Racked Up Holiday Debt? Refinancing Could Help You Pay It Off

by Maurie Backman | Updated July 19, 2021 - First published on Jan. 17, 2021

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A man and woman standing in a living room in front of a Christmas tree with armfuls of wrapped gifts.

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If you're sitting on debt from 2020, here's one cost-effective way to tackle it.

Maybe the coronavirus pandemic inspired extra generosity during the holidays, so you went a little overboard with gifts. Or maybe you made last-minute travel plans that caused you to pay more for your flight than what your paycheck could cover.

A lot of people are sitting on debt from the holidays. If you're one of them, know that the sooner you pay it off, the less money you'll waste on interest charges. Also, carrying too much credit card debt can damage your credit score -- bad news if you're planning to apply for any sort of loan soon.

Of course, paying off a whopping pile of debt may seem daunting. But if you own a home, here's one potentially easy way to make your debt disappear faster.

How refinancing can work to your benefit

If you're thinking of refinancing your mortgage and have a load of holiday debt, you may want to consider a cash-out refinance instead of a traditional one. With a traditional refinance, you get a new home loan in the amount of your remaining mortgage balance. With a cash-out refinance, you borrow enough to pay off your existing mortgage balance plus extra money you can use for any purpose.

Say you owe $200,000 on your mortgage, plus another $3,000 on your credit cards from the holidays, and your home is worth $260,000. In that case, you should have no problem qualifying for a cash-out refinance in which you borrow $203,000 instead of $200,000. (When we say "no problem qualifying," we mean solely from a mortgage amount perspective; if your credit is poor and your debt-to-income ratio is high, you may not qualify.) Assuming you get that $203,000 loan, you'd use your $3,000 in cash to pay off your credit cards, then repay your new mortgage just as you did the old one.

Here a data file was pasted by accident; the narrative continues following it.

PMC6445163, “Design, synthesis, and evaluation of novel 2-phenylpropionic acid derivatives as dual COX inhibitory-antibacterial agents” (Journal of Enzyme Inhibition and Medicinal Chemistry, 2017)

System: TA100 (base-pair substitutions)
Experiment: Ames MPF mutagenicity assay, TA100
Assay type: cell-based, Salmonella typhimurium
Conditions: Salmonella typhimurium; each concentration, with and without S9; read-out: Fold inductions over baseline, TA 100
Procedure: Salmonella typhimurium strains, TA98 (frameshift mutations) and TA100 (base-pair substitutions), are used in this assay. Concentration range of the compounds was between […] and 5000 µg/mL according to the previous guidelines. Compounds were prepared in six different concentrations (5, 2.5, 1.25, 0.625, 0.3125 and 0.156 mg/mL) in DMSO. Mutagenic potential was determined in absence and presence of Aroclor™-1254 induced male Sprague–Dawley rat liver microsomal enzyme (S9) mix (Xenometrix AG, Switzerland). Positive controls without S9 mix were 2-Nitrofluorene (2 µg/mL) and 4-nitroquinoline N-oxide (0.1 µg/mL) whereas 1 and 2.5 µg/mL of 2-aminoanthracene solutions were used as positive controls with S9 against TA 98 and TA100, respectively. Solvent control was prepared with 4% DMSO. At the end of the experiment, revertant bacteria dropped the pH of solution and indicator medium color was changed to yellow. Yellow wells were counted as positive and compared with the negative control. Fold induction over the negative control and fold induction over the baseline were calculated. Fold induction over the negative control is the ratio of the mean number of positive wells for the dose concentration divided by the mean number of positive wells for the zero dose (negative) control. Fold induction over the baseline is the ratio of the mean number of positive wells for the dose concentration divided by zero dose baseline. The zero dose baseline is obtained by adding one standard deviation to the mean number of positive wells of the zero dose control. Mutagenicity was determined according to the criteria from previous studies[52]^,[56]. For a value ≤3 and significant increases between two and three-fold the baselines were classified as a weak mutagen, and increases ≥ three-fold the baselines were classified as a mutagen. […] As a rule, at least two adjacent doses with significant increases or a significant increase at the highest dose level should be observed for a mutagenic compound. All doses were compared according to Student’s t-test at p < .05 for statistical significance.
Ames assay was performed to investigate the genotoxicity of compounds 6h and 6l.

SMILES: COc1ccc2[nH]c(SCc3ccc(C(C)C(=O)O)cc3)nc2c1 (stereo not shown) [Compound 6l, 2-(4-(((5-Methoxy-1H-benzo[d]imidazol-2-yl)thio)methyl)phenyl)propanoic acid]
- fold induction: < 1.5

Why is that better than making a separate mortgage and credit card payment? It's simple: Unless you owe money on a credit card with a 0% interest rate (and those rates only last a limited time anyway), you're likely to pay lower interest on a mortgage than what the typical credit card charges. The average refinance rate for a 30-year loan, as of this writing, is around 2.85%. Meanwhile, your credit card may charge you 15% interest or much more. Rolling that balance into your mortgage could make it less expensive to repay.

Now, there is one caveat: If you've recently refinanced your mortgage, you don't necessarily want to refinance again in cash-out form just to pay off holiday debt. There are closing costs associated with refinancing that can equal 2% to 5% of your loan amount. However, if you were planning to refinance anyway and you owe money from the holidays, a cash-out refinance could be a good bet.

If you're going to refinance, shop around with a few lenders to see what offers they have available. Each lender sets its own fees and rates, and doing a little research could help you snag the best deal.

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